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Proceedings Paper

Ventricular defibrillation combining DC electrical field and electrical pacing: an optical mapping study
Author(s): Sai Shruthi Musunuri; Liang Tang; Boyoung Joung; Edward J. Berbari; Shien-Fong Lin
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Paper Abstract

Although high voltage direct current (DC) shock is a standard technique to terminate ventricular fibrillation (VF), it can cause severe pain and tissue damage. The exact effect of the DC electric field, which can depolarize the heart during VF is still unknown. We hypothesized that low-energy DC field in combination with pacing (pacing+DC) could terminate VF by affecting the ventricular propagation pattern. In six Langendorff-perfused isolated rabbit hearts with the ablated sinoatrial (SA) node, the DC field was delivered to the left ventricle (cathode) and right ventricle (anode). We designed a timed protocol using LabVIEW programming that delivers pacing, DC and pacing+DC stimuli for two seconds time intervals each. The pacing pulse (with varying pacing cycle length: 300ms-30ms) was delivered to the apex. Transmembrane voltage was recorded with optical mapping technique for 16 seconds at a sampling rate of 2ms/frame. We crushed the sinoatrial node to reduce the heart rate. The baseline activation appeared to have endocardial origins with a mean escape ventricular rate of 60 ± 5bpm at baseline. The DC field (30mA-60mA) alone increased the mean heart rate to 120±5bpm. Although DC alone terminated VF in a few cases, the rate of termination was very low (6.2%). However, when pacing+DC was applied, it was possible to terminate VF in 34 of 130 episodes in six rabbits. The rate of successful defibrillation of VF with pacing+DC was significantly higher than that with DC alone (20% vs 6.2%, p<0.01). Pacing alone never terminated the VF. In conclusion, DC field may affect the conduction velocity in normal condition. Pacing+DC intervention could lead to regularization of VF propagation and eventually to termination. Further improvement of this approach may offer a higher success rate of defibrillation with lower energy requirements.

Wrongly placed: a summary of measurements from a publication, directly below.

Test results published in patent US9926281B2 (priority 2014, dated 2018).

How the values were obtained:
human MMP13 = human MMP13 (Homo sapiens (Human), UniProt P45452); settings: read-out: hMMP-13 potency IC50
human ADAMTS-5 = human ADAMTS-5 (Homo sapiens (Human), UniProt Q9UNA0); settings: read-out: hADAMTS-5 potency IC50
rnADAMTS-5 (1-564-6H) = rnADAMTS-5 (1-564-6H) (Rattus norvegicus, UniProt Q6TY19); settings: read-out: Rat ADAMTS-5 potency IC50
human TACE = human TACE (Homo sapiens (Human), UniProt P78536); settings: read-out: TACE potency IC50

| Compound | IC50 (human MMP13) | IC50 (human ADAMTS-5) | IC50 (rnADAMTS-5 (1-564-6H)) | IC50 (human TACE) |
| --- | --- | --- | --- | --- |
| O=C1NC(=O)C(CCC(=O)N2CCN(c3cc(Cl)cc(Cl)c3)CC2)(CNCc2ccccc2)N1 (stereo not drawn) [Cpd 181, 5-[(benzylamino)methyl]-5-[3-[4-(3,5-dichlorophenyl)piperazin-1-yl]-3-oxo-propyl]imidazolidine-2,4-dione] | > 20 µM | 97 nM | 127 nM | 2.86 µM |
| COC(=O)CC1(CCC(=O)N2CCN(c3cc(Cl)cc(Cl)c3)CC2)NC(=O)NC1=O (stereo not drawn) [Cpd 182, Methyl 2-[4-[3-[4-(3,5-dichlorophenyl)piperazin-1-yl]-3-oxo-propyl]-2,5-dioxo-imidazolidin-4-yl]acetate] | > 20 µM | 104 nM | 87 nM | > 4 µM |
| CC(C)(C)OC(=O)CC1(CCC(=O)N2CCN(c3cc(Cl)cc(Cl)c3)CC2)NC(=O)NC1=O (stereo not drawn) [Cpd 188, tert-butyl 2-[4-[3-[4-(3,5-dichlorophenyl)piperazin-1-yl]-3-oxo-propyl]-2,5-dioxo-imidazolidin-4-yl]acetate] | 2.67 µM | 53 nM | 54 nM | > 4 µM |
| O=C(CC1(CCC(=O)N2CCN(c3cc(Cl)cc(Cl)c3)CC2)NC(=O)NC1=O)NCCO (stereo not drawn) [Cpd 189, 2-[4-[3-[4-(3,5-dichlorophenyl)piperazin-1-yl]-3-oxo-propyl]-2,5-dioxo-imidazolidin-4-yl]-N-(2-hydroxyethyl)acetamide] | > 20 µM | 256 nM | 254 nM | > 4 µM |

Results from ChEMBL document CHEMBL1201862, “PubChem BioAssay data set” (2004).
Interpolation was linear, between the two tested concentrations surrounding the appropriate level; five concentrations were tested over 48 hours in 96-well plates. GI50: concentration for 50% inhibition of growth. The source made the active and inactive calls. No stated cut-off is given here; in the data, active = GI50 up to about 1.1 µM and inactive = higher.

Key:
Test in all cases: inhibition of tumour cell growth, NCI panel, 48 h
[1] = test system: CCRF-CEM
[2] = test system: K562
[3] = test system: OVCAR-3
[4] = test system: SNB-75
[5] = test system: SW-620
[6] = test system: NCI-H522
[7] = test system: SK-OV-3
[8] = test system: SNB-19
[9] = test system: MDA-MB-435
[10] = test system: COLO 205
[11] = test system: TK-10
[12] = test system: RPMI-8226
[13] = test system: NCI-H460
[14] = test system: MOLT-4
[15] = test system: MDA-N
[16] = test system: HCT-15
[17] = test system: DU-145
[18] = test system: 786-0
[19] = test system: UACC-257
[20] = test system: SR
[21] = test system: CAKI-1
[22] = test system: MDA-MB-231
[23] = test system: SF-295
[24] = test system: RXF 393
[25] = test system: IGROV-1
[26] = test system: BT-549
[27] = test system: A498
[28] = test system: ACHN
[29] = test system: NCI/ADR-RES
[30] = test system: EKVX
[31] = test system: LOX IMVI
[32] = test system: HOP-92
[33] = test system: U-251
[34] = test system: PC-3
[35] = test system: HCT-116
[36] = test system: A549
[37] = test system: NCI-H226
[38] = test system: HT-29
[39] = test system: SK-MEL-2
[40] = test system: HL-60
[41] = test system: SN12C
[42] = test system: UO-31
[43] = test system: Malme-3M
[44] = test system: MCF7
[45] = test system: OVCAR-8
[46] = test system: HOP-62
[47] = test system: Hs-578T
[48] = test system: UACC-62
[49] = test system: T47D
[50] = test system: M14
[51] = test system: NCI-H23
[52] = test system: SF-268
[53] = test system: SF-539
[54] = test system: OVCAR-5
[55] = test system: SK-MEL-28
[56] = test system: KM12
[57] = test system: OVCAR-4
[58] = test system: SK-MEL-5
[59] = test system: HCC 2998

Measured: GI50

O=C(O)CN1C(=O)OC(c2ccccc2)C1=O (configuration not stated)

Paper Details

Date Published: 12 February 2009
PDF: 8 pages
Proc. SPIE 7182, Imaging, Manipulation, and Analysis of Biomolecules, Cells, and Tissues VII, 718214 (12 February 2009); doi: 10.1117/12.808274
Show Author Affiliations
Sai Shruthi Musunuri, Indiana Univ. School of Medicine (United States)
Liang Tang, Indiana Univ. School of Medicine (United States)
Boyoung Joung, Indiana Univ. School of Medicine (United States)
Edward J. Berbari, Indiana Univ. School of Medicine (United States)
Shien-Fong Lin, Indiana Univ. School of Medicine (United States)

Published in SPIE Proceedings Vol. 7182:
Imaging, Manipulation, and Analysis of Biomolecules, Cells, and Tissues VII
Daniel L. Farkas; Dan V. Nicolau; Robert C. Leif, Editor(s)

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